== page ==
[UPDATE: Jason Powers and Kirk Torgenson are on the witness list against Swallow and Shurtleff, and apparently will not be charged. We regret the error from our original story]
Local prosecutors are on the verge of issuing multi-count criminal indictments against former Utah Republican AGs John Swallow and Mark Shurtleff, a source has told UtahPolicy.
Swallow, who resigned his post last December, and Shurtleff, who served 12 years as Utah’s top cop before retiring at the end of 2012, will be charged by Salt Lake County Attorney Sim Gill, a Democrat, and Davis County Attorney Troy Rawlings, a Republican, after more than a year of intense investigations.
Both will face at least a dozen counts, a source tells UtahPolicy. A decision will be made this week as to the timing of the charges.
Also, a top AG deputy to both Swallow and Shurtleff, Kirk Torgenson, will likely be charged as well.
And Swallow’s top 2012 campaign consultant, Jason Powers, could also see half a dozen charges against him, the source says, unless he agrees to testify against his former clients.
Charges against Swallow and Shurtleff are not unexpected, although both men have steadfastly maintained their innocence.
Just last week current Utah Attorney General Sean Reyes – who has put Torgenson on administrative leave – released his $140,000 independent internal examination of Swallow’s and Shurtleff’s dealings with a convicted former associate of the pair, Marc Jensen.
The latest report, which Shurtleff has called a one-sided affair primarily based on a convicted liar’s jailhouse testimony, comes after a $4 million investigation of Swallow conducted by a special Utah House committee.
The head of that committee, Rep. Jim Dunnigan, R-Taylorsville, said that its work was shortened because Swallow resigned in November, effective in early December.
If Swallow had not resigned, Dunnigan said there was enough evidence against him to bring impeachment proceedings to the whole House.
Swallow was also investigated by an outside legal firm hired by the Utah Elections Office. That investigation found that Swallow violated at least five campaign finance laws.
And if Swallow had not resigned, the outside attorneys may well have gone to civil court to have the 2012 attorney general’s election voided – and Swallow would have been out of office.
Shurtleff’s and Swallow’s alleged misconduct is long and complicated – detailed in media reports over the last 14 months, mainly by The Salt Lake Tribune.
Federal Justice Department officials conducted what now appears to be a rather shallow investigation last summer and fall, declining last October to bring any charges against either man.
However, FBI local officers publicly admit they have been helping Gill and Rawlings with their investigations of Swallow, Shurtleff, et al.
As the House’s investigation showed, Swallow was involved in a number of suspected dealings with men who either had been, or were being, investigated by the AG’s office.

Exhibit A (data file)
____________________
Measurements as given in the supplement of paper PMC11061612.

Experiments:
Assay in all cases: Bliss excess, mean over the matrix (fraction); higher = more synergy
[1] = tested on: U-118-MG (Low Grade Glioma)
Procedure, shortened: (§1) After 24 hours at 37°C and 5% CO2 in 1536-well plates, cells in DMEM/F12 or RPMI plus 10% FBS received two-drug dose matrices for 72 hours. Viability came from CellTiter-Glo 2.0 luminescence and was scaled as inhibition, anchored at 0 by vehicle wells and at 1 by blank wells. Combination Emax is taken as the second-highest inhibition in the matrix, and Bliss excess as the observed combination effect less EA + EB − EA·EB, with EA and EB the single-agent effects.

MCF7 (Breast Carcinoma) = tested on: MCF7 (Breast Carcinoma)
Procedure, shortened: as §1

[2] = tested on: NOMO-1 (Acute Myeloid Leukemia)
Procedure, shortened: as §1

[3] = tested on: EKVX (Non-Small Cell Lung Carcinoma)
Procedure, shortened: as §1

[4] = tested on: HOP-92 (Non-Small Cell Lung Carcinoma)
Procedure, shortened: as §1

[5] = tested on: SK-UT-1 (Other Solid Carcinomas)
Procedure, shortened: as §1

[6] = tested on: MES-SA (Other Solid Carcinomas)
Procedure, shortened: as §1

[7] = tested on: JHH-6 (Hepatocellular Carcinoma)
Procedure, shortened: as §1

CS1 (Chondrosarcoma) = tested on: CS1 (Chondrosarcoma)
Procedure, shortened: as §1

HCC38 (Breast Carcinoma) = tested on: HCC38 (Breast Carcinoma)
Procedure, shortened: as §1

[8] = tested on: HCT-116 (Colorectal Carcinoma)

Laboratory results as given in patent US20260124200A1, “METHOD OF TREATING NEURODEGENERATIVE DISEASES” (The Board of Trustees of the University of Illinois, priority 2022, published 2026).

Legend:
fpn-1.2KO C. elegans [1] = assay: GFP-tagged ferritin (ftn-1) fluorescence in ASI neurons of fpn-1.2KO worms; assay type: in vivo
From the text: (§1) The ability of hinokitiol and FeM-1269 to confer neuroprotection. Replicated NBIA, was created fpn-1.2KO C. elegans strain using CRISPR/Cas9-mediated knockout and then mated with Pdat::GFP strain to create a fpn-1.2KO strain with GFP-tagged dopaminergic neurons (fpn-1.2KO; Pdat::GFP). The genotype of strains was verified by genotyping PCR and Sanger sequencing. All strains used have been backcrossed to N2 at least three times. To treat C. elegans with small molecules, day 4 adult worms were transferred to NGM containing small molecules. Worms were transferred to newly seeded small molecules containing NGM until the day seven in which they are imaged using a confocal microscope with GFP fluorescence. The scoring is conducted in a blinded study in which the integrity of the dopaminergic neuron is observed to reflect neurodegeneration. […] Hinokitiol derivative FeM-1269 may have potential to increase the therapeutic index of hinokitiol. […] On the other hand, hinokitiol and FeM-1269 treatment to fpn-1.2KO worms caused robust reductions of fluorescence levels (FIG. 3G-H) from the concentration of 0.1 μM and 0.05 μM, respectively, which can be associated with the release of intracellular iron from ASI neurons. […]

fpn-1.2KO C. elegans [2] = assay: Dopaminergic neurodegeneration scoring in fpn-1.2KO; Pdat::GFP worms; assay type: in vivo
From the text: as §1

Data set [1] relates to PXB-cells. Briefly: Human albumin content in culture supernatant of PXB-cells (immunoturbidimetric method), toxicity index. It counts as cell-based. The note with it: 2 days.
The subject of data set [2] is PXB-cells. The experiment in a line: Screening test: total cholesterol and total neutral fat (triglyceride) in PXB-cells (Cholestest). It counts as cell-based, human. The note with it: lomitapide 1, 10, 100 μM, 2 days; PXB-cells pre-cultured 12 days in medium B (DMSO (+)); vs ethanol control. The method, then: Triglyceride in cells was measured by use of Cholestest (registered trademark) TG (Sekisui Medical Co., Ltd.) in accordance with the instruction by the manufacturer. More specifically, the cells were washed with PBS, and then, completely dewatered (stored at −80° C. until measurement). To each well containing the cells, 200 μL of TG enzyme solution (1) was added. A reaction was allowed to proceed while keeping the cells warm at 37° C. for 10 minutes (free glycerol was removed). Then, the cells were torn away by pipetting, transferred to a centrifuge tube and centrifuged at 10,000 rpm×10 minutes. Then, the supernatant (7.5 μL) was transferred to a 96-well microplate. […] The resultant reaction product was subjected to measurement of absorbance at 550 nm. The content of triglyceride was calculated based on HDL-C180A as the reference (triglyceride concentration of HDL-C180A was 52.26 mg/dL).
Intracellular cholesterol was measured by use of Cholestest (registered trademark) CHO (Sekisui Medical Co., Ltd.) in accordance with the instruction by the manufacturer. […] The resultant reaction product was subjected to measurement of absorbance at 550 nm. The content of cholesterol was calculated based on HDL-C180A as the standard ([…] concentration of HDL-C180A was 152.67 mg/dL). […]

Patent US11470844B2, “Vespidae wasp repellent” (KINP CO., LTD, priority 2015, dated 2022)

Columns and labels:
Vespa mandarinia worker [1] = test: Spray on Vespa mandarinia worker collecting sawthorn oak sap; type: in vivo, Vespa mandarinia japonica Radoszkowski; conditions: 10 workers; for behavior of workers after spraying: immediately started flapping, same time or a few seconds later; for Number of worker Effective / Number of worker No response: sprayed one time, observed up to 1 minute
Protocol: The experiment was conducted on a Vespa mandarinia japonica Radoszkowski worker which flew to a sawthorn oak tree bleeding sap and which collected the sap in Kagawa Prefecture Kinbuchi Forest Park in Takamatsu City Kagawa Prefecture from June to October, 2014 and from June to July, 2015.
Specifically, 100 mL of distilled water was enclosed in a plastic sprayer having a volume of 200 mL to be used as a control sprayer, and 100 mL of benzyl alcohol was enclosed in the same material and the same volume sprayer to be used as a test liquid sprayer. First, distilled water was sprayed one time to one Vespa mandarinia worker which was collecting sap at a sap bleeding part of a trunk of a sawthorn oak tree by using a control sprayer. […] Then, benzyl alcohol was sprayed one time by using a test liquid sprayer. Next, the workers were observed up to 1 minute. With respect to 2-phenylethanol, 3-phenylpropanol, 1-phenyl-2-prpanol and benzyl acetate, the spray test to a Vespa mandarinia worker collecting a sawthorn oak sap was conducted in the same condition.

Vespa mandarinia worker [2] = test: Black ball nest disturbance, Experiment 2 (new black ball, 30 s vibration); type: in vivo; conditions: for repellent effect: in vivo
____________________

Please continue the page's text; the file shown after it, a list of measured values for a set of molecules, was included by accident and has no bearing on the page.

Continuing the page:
In addition, Swallow “lost” or “inadvertently erased” electronic emails, calendar-dated meetings and other data in a clear effort to avoid letting incriminating material fall into the House committee’s and investigator’s hands, the House report said.
In short, in Swallow’s case his ham-handed attempts at destroying possible evidence could be worse than any previous actions.
The House’s investigation said Swallow had basically put a “For Sale” sign up on the AG’s office, and made it clear to several wealthy men – being investigated or already convicted on fraud charges – that to get favorable treatment by the attorney general they needed to contribute to Swallow’s 2012 campaign fund.
Swallow and Powers secretly raised more than $425,000 from Utah payday lenders and used the money to run anonymous negative campaigns against Reyes – Swallow’s then-GOP opponent – and a former state House member who ran bills aimed at curtailing payday lenders huge interest rates.
Shurtleff, among other things, was publicly accused of dropping a long-term investigation of some questionable mortgage operations by a local firm because the investigation – and possible charges – could have harmed Swallow’s run for the Attorney General’s Office.
Swallow and Shurtleff had been friends and political allies for some time.
Swallow was a main fundraiser for a Shurtleff PAC when Shurtleff was considering a run for the U.S. Senate in 2010 against then-Sen. Bob Bennett, R-Utah.
Shurtleff ultimately didn’t get in the race, and Bennett was ousted from office by 2010 GOP state delegates.
In 2009 Shurtleff hired Swallow as his chief deputy, and made him his heir apparent.
Shurtleff was Swallow’s main campaign donor, while much of the money Shurtleff provided his protégé came from donations Swallow gathered for Shurtleff’s PAC years earlier.
Swallow’s and Shurtleff’s public reputations have been shredded in the media, but while Swallow has become a recluse, Shurtleff still speaks out, defending himself and appearing on a local radio talk show giving his opinions on the issues of the day.
Both men have maintained their innocence all along, although Swallow refused to testify before the House committee and Shurtleff more recently refused to talk to the two outside attorneys who issued their report to Reyes this past week.